Understanding how this situation came to pass requires untangling two threads. The first is the complex web of connections that determines who wins and who loses in Afghan business, and a good place to pick up this thread is a small firm awarded a US military logistics contract worth hundreds of millions of dollars: NCL Holdings.

Like the Popals' Watan Risk, NCL is a licensed security company in Afghanistan. What NCL Holdings is most notable for in Kabul contracting circles, though, is the identity of its chief principal, Hamed Wardak. He is the young American son of Afghan's current defence minister, General Rahim Wardak, who was a leader of the mujahideen against the Soviets.

Earlier this year, the firm, with no apparent trucking experience, was named as one of the six companies that would handle all the US trucking in Afghanistan, bringing supplies to the web of bases and remote outposts scattered across the country.

Striking contracting gold

At first the contract, for "host nation trucking", was large but not gargantuan. But over the summer, citing the coming "surge" and a new doctrine, "Money as a weapons system", the US military expanded the contract 600% for NCL and the five other companies. The contract documentation warns of dire consequences if more is not spent: "Service members will not get the food, water, equipment and ammunition they require."

Each of the military's six trucking contracts was bumped up to $360m, or a total of nearly $2.2bn. Put it in this perspective: this single two-year effort to hire Afghan trucks and truckers was worth 10% of the annual Afghan gross domestic product. NCL, the firm run by the defence minister's well-connected son, had struck pure contracting gold.

Host nation trucking does, indeed, keep the US military efforts alive in Afghanistan. "We supply everything the army needs to survive here," one American trucking executive told me. "We bring them their toilet paper, their water, their fuel, their guns, their vehicles."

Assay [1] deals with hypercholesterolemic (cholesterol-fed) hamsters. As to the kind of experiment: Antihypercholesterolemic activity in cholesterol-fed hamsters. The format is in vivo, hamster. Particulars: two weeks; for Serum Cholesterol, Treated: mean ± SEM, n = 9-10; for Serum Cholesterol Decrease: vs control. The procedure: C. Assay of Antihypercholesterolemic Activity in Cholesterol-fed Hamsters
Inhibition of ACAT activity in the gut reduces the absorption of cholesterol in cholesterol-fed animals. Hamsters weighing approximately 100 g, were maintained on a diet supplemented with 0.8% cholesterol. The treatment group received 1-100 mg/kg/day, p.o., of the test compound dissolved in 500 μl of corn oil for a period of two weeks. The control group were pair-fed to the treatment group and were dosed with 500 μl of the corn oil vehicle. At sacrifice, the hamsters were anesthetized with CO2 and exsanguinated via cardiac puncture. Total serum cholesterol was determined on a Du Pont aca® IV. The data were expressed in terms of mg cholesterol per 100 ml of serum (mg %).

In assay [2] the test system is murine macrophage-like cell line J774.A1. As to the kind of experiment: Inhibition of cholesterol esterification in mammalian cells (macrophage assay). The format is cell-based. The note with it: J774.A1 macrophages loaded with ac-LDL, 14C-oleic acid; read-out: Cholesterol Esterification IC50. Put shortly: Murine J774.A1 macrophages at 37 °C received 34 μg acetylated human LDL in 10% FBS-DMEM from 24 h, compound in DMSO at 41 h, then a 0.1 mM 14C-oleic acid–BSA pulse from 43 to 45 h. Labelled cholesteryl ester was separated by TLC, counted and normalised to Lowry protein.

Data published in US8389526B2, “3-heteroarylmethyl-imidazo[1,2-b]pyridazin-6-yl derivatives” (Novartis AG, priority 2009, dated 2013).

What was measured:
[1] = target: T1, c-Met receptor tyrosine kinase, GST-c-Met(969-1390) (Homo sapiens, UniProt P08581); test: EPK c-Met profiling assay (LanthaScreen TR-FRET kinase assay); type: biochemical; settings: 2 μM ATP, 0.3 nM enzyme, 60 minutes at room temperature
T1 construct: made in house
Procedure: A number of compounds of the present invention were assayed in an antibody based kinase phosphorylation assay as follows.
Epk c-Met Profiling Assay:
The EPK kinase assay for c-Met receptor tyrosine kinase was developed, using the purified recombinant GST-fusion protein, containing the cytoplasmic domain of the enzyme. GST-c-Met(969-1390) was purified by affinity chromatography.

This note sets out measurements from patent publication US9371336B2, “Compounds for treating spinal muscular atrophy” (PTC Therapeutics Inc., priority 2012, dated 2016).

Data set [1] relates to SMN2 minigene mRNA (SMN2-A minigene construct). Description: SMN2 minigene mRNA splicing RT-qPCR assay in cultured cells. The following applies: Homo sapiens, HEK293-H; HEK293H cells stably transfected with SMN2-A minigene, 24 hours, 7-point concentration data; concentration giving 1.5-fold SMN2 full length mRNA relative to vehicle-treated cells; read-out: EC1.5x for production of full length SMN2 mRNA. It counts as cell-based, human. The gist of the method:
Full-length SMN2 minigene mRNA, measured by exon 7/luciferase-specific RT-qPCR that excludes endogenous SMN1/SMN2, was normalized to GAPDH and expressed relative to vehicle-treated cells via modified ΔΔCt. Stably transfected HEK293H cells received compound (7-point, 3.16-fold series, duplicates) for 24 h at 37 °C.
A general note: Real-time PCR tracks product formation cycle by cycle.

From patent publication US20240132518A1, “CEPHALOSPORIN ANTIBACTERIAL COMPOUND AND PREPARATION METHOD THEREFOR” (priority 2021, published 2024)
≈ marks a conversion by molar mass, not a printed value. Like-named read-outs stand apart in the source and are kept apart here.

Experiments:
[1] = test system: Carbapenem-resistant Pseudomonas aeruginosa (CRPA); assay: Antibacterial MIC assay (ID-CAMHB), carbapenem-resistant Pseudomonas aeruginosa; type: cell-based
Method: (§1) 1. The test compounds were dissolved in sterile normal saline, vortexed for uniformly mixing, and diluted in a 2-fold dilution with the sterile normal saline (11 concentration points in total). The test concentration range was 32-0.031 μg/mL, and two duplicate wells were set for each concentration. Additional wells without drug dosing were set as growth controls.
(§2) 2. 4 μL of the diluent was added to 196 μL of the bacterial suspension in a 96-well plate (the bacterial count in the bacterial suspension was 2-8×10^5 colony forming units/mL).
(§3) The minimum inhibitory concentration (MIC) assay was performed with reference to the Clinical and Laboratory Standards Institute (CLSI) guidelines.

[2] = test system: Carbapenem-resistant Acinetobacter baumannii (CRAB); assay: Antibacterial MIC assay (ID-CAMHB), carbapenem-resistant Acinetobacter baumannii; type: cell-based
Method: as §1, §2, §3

The epicentre is Bagram air base, just an hour north of Kabul, from where virtually everything in Afghanistan is trucked to the outer reaches of what the army calls "the battlespace" – that is, the entire country. Parked near Entry Control Point 3, the trucks line up, shifting gears and sending up clouds of dust as they prepare for their various missions across the country.

The real secret to trucking in Afghanistan is security on the perilous roads, controlled by warlords, tribal militias, insurgents and Taliban commanders. The American executive I talked to was fairly specific about it: "The army is basically paying the Taliban not to shoot at them. It is Department of Defense money."

That is something everyone seems to agree on. Mike Hanna is the project manager for a trucking company called Afghan American Army Services. The company, which still operates in Afghanistan, had been trucking for the United States for years but lost out in the host nation trucking contract that NCL won. Hanna explained the security realities quite simply: "You are paying the people in the local areas – some are warlords, some are politicians in the police force – to move your trucks through."

Hanna explained that the prices charged are different depending on the route. "We're basically being extorted. Where you don't pay, you're going to get attacked. We just have our field guys go down there, and they pay off who they need to."

Sometimes, he says, the fee is high, and sometimes it is low. "Moving 10 trucks, it is probably $800 per truck to move through an area. It's based on a number of trucks and what you're carrying. If you have fuel trucks, they are going to charge you more. If you have dry trucks, they're not going to charge you as much. If you are carrying Mraps [mine-resistant ambush-protected vehicles] or Humvees, they are going to charge you more."

Hanna says it is just a necessary evil. "If you tell me not to pay these insurgents in this area, the chances of my trucks getting attacked increase exponentially."
.....

https://www.theguardian.com/world/20...curity-taliban